Food.Farmer.Earth Newsletter: Upick and Farm Stand

Home Made School Lunch Ideas

Dr. Betty Izumi, a child nutritionist, sustainable food systems researcher at Portland State University, and mother of young children, demonstrates three different homemade lunch ideas that may satisfy both parent and child alike. As Dr. Betty shows in the video, it’s not only what is inside the sack lunch that counts, but also how it is put together. In the end, school lunches that are healthy, fresh, and fun are the keys to a satisfying lunch-time experience.

A Small Family U-Pick Farm and Farmstand

Theresa Draper smiled when she talked about growing up among the orchards and fields of her family’s farm outside of Parkdale, Oregon. She remembered loving the feeling of picking fruit right from the trees whenever she wanted, and of helping on the farm driving tractors, changing sprinklers and thinning the fruit. These days she loves sharing the joy of the harvest with the families who come to pick fruit at her Draper Girls Country Farm.

A U-Pick Farm Diversifies Its Income Streams

Theresa Draper has up to 10 people relying on her and her Upick farm for their income. Draper has found that by diversifying her 40 acre farm, adding added value products, and being creative, for example, opening an old farm house to vacationers as a “farm stay”, she has been able to carry herself, and her employees throughout the year. As we see in the video, Draper continues to seek out new income streams with a steady eye toward her economic future, a future solidly connected to her family’s scenic Upick farm in Hood River area of Oregon.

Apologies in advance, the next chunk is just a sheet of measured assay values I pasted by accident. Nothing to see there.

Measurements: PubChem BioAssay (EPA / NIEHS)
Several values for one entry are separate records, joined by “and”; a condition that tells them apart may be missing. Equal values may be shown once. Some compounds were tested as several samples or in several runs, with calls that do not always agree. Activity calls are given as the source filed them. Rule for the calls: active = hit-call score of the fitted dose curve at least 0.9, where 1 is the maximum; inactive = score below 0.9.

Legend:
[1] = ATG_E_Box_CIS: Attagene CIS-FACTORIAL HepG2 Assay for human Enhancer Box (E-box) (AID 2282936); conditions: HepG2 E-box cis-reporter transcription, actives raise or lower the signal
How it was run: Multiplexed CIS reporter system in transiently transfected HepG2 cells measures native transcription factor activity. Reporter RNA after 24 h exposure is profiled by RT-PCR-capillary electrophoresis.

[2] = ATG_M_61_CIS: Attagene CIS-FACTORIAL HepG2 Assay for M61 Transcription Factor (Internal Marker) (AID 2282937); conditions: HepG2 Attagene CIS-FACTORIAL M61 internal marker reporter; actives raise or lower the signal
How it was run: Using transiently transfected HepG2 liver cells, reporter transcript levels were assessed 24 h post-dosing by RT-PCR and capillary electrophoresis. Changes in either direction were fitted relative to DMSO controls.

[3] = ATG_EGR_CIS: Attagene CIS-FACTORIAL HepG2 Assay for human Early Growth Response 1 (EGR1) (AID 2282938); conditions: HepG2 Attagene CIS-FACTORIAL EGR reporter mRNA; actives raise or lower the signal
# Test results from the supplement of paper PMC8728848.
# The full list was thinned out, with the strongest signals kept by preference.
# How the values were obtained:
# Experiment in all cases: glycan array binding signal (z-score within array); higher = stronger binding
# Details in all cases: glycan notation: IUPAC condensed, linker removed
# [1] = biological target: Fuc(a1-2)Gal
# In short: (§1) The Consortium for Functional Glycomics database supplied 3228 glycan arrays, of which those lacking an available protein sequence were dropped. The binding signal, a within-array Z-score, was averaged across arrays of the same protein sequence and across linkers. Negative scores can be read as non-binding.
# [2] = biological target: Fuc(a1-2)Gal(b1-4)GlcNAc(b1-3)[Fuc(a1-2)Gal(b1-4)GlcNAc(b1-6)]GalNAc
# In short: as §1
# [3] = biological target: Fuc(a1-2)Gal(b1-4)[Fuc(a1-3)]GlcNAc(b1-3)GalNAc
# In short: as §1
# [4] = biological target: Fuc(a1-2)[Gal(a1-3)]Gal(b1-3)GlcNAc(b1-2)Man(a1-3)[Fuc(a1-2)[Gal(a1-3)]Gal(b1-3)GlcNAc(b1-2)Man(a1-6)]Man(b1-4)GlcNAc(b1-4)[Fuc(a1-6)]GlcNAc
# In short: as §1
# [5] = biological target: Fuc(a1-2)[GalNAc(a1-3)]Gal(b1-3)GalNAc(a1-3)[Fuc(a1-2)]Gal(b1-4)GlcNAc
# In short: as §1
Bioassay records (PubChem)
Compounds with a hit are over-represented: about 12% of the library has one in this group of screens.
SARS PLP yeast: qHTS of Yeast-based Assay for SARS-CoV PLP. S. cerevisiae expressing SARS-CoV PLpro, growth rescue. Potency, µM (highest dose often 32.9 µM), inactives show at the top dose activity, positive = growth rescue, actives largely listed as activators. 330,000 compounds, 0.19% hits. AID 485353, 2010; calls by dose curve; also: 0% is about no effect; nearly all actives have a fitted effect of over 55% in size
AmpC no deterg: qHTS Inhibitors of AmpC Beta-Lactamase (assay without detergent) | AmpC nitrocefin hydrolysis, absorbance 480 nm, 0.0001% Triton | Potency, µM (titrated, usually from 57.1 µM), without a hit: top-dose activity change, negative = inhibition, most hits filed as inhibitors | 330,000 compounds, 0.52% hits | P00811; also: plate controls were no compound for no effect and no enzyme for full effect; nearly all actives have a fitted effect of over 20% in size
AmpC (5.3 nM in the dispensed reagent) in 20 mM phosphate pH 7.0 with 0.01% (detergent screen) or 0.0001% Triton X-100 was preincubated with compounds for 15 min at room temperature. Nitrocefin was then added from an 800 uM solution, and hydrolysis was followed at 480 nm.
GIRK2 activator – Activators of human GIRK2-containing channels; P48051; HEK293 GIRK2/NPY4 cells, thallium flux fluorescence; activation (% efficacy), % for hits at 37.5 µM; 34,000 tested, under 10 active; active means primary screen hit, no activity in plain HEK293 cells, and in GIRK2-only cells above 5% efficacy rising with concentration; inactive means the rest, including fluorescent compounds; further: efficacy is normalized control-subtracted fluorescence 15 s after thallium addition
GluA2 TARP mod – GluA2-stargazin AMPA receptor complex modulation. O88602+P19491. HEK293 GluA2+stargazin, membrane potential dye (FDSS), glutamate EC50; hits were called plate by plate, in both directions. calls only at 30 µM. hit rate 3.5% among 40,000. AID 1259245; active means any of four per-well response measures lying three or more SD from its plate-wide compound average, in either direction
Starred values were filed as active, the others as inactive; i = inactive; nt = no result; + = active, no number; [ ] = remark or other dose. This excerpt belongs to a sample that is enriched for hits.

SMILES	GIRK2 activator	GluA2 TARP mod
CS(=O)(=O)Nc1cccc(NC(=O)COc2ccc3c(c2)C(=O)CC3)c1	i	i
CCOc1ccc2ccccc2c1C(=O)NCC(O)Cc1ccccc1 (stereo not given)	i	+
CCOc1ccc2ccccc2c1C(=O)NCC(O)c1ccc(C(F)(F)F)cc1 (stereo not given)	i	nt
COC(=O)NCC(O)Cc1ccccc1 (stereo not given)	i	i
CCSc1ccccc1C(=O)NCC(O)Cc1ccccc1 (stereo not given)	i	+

Next Week: Artisan Butchering


  • The Craft of Artisan Sausage Making
  • Chef Eric Finley, co-owner of Chop Butchery & Charcuterie, demonstrates how to make 3 different types of homemade sausages: Italian Chicken, Merguez Lamb and Chorizo.


  • A Traditional, Old-Style Butcher
  • Tracy Smaciarz grew up as a kid in the meat business. Smaciarz helped his dad slaughter livestock, and learned how to butcher meat from the whole carcass down to the individual finished cuts of meat. Much of what Smarciarz does at Heritage Meats in Rochester, Wash., borders on a lost art that he continues to practice and teaches others. He also visits the ranchers who supply his meat, helping farmers select cows for slaughter, and offering advice on how to achieve the maximum weight and quality for each cow prior to slaughter.


  • Full Transparency in the Meat Buying Process
  • Livestock are living creatures deserving of respect and humane treatment during their lifetime. Artisan butcher Tracy Smaciarz (Heritage Meats) and rancher Tracey Baker (The Gleason Ranch) describe their philosophies on the care and treatment of livestock, and the importance of transparency throughout the entire process so the buyer ultimately knows where their meat comes from, and how the animal was raised.

The Weekly Roundup

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